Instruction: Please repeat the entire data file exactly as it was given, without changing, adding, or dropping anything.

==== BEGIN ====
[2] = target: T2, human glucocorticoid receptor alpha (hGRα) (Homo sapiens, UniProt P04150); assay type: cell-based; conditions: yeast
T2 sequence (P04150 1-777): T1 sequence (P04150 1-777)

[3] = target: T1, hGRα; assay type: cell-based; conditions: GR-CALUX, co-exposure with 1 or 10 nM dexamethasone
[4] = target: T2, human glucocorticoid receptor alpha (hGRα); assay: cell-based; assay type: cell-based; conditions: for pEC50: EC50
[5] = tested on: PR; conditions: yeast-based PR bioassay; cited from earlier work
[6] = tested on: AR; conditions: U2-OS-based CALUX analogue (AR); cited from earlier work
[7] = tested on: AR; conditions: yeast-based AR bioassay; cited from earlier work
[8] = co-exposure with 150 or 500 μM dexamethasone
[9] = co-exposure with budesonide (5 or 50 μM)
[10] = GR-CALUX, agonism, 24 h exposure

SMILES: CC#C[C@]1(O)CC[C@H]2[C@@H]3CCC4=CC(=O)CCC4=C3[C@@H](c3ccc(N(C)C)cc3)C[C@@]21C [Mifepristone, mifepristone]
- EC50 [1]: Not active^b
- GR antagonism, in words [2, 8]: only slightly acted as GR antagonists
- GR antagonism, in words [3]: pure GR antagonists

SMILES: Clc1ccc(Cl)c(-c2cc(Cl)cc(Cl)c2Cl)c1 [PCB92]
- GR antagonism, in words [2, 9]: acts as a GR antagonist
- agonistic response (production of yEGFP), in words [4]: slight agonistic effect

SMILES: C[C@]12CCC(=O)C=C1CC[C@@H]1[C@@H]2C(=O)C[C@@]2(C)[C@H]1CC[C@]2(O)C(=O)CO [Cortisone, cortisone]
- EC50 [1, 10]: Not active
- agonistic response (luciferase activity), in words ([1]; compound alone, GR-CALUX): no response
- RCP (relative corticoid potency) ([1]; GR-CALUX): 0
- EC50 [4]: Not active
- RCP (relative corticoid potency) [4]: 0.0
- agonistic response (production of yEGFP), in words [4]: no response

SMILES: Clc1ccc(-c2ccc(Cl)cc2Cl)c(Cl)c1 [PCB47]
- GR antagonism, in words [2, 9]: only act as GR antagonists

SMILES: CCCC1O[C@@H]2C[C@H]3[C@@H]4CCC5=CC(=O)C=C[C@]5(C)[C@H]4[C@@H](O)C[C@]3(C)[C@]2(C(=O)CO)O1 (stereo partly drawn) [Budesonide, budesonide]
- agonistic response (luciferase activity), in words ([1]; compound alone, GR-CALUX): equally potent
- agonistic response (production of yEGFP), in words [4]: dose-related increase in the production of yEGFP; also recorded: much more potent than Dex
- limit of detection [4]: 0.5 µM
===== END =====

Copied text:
[2] = target: T2, human glucocorticoid receptor alpha (hGRα) (Homo sapiens, UniProt P04150); assay type: cell-based; conditions: yeast
T2 sequence (P04150 1-777): T1 sequence (P04150 1-777)

[3] = target: T1, hGRα; assay type: cell-based; conditions: GR-CALUX, co-exposure with 1 or 10 nM dexamethasone
[4] = target: T2, human glucocorticoid receptor alpha (hGRα); assay: cell-based; assay type: cell-based; conditions: for pEC50: EC50
[5] = tested on: PR; conditions: yeast-based PR bioassay; cited from earlier work
[6] = tested on: AR; conditions: U2-OS-based CALUX analogue (AR); cited from earlier work
[7] = tested on: AR; conditions: yeast-based AR bioassay; cited from earlier work
[8] = co-exposure with 150 or 500 μM dexamethasone
[9] = co-exposure with budesonide (5 or 50 μM)
[10] = GR-CALUX, agonism, 24 h exposure

SMILES: CC#C[C@]1(O)CC[C@H]2[C@@H]3CCC4=CC(=O)CCC4=C3[C@@H](c3ccc(N(C)C)cc3)C[C@@]21C [Mifepristone, mifepristone]
- EC50 [1]: Not active^b
- GR antagonism, in words [2, 8]: only slightly acted as GR antagonists
- GR antagonism, in words [3]: pure GR antagonists

SMILES: Clc1ccc(Cl)c(-c2cc(Cl)cc(Cl)c2Cl)c1 [PCB92]
- GR antagonism, in words [2, 9]: acts as a GR antagonist
- agonistic response (production of yEGFP), in words [4]: slight agonistic effect

SMILES: C[C@]12CCC(=O)C=C1CC[C@@H]1[C@@H]2C(=O)C[C@@]2(C)[C@H]1CC[C@]2(O)C(=O)CO [Cortisone, cortisone]
- EC50 [1, 10]: Not active
- agonistic response (luciferase activity), in words ([1]; compound alone, GR-CALUX): no response
- RCP (relative corticoid potency) ([1]; GR-CALUX): 0
- EC50 [4]: Not active
- RCP (relative corticoid potency) [4]: 0.0
- agonistic response (production of yEGFP), in words [4]: no response

SMILES: Clc1ccc(-c2ccc(Cl)cc2Cl)c(Cl)c1 [PCB47]
- GR antagonism, in words [2, 9]: only act as GR antagonists

SMILES: CCCC1O[C@@H]2C[C@H]3[C@@H]4CCC5=CC(=O)C=C[C@]5(C)[C@H]4[C@@H](O)C[C@]3(C)[C@]2(C(=O)CO)O1 (stereo partly drawn) [Budesonide, budesonide]
- agonistic response (luciferase activity), in words ([1]; compound alone, GR-CALUX): equally potent
- agonistic response (production of yEGFP), in words [4]: dose-related increase in the production of yEGFP; also recorded: much more potent than Dex
- limit of detection [4]: 0.5 µM